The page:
Rachael Nsubuga and James Obuba argue that structural change in fundamental sectors of the economy must have taken place in all 44 or at least a few countries, for Africa’s trade deal to work.

African leaders representing 44 countries took a major step towards a long-held dream of the African Union (AU) and its Agenda 2063: free trade across the continent by signing the African Continental Free Trade Area (AfCFTA) in March 2018. The AfCFTA Agreement has the potential to bring over 1.2 billion people from 55 nations together into the same market, which would make it the largest trading bloc in the world. However, it isn’t all forward progress as 10 of the AU’s Member States (including South Africa and Nigeria) did not sign the Agreement. This brings to light fundamental issues that exist, which hinder regional integration in Africa. Part of the skepticism lies with fear of competition for both the infant, and the uncompetitive industries. The web of uncompetitiveness, and the policy dilemma facing many African countries pose a threat to the anticipated gains from the AfCFTA.

Mevel and Karingi estimated in 2012 that once the AfCFTA is implemented, intra-Africa trade is expected to increase by 52%  by 2022 from the then baseline of 16% levels. For this to work, the assumption is that all the six components of the AfCFTA; namely, the non-tariff barriers, rules of origin, investment and cross border movement of persons, trade in services, trade remedies and how all this will be monitored have to be negotiated right.

The AU 2063 Vision and the Boosting Intra-Africa Trade (BIAT) provides for reforms in trade policy, trade facilitation, developing productive capacities, development of trade-enhancing infrastructure, support towards trade finance, trade information and a comprehensive review of Africa regulatory framework to support free movement of factors of production for Africa’s transformation. This article argues that structural change in fundamental sectors of the economy must have taken place in all 44 or at least a few countries, for the agreement to fully achieve its objective of boosting Intra-African trade.

First, structural transformation in African countries is a key ingredient for AfCFTA to work. Sector-wise liberalization as supported by the history of Asian Tigers can help Africa develop the much needed industry. Starting with agriculture; which is a mainstay of most African economies and its economic performance accounting to nearly 70% of household incomes. African economies should focus trade policy towards more mechanization, value addition, skills and product development, land ownership reforms with productivity and inclusiveness, and accelerate implementation of the Maputo Declaration; where most African Governments committed to invest at least 10% to modernizing agriculture. Building partnerships especially with the private sector for development to leverage scarce resources is necessary. Research has shown that shifting resources from less productive sectors of the economy to priority sectors can foster structural change. There is need to ascertain what productive capacities and supportive infrastructure is needed to improve critical sectors for the economies in Africa, and investment in the same for structural transformation to occur.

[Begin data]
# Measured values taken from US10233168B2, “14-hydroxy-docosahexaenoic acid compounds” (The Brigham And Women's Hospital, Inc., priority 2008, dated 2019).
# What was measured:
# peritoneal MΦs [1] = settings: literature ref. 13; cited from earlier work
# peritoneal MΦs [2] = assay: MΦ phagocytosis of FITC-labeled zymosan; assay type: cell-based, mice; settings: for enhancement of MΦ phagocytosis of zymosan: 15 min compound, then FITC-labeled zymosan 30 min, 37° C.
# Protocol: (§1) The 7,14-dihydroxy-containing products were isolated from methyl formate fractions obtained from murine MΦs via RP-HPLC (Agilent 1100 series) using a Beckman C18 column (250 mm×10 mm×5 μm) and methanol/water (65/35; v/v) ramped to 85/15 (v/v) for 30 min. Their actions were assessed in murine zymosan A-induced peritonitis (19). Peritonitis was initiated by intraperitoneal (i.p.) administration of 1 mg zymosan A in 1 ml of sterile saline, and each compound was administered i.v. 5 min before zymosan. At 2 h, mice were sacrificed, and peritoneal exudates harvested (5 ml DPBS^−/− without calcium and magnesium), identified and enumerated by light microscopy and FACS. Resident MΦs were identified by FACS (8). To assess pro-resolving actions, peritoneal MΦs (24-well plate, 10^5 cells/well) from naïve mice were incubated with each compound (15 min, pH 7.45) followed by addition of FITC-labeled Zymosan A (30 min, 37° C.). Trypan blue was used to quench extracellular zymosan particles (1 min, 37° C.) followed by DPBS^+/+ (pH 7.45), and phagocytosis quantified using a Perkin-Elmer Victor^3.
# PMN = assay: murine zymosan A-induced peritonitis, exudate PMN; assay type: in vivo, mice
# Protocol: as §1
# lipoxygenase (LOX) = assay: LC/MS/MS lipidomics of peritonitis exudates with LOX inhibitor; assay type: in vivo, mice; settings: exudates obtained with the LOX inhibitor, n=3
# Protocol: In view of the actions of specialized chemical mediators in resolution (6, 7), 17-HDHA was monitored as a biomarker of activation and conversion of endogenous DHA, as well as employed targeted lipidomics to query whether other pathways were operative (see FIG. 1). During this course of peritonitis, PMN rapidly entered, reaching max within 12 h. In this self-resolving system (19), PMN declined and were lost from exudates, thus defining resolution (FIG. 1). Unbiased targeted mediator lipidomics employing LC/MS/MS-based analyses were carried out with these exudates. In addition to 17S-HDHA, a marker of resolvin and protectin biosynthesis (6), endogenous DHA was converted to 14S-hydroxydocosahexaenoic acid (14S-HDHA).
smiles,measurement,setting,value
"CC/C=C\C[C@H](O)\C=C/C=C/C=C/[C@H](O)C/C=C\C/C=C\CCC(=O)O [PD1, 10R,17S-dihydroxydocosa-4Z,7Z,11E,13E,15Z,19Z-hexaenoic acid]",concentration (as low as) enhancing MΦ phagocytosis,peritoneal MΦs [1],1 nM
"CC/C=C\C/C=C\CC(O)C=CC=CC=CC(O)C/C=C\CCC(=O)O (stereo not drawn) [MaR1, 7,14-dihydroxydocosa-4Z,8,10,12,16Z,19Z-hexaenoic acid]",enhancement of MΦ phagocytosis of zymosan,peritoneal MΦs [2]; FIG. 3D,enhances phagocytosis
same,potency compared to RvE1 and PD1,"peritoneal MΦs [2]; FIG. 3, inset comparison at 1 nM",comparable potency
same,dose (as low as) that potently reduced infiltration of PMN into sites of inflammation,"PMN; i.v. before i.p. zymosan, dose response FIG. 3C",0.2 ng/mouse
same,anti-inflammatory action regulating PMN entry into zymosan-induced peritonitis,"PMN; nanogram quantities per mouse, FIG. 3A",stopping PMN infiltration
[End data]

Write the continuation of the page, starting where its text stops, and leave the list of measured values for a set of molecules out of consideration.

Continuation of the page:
Economic diversification from mainstay sectors like natural resources, manufacturing and traditional agriculture due to decreased productivity to other sectors like the service sector should be emphasized. A leaf or branch can be borrowed from BRICS countries (Brazil, Russia, India, China and South Africa) which endeavored to have labor relocation from traditional sectors like ancient Agriculture and mining to other vibrant service sectors to increase trade opportunities. Import substitution industrialization should be encouraged by advocating for the replacement of foreign imports with domestic production. This will reduce African countries foreign dependency through local production of industrialized products. An “Export Push model” can be emulated from East Asia countries like Cambodia for an explosive industrial growth resulting to increased voluminous Intra-African Trade. Embracing technology and E-commerce preparedness strategies will enable Africa to reap big from the services sector.

Second, simplifying rules of origin will enhance trust and predictability in implementing the AfCFTA. Nigeria, South Africa and nine other countries (Zambia, Botswana, Lesotho, Namibia, Burundi, Eritrea, Sierra Leone, Benin and Guinea Bissau) to sign the AfCFTA Agreement and the fear of employment losses are overt in the Upper Middle income category (Algeria, Botswana, Equatorial Guinea, Gabon, Libya, Mauritius, Namibia and South Africa). The challenge of harmonizing the different rules of origin regimes from the various regional groupings is also ahead. The value addition criteria versus the transformation of products to simply qualify in change in tariff headings all need to be aligned. Some counties like Zimbabwe and South Sudan are likely to be locked out of the AfCFTA Agreement for being net importers.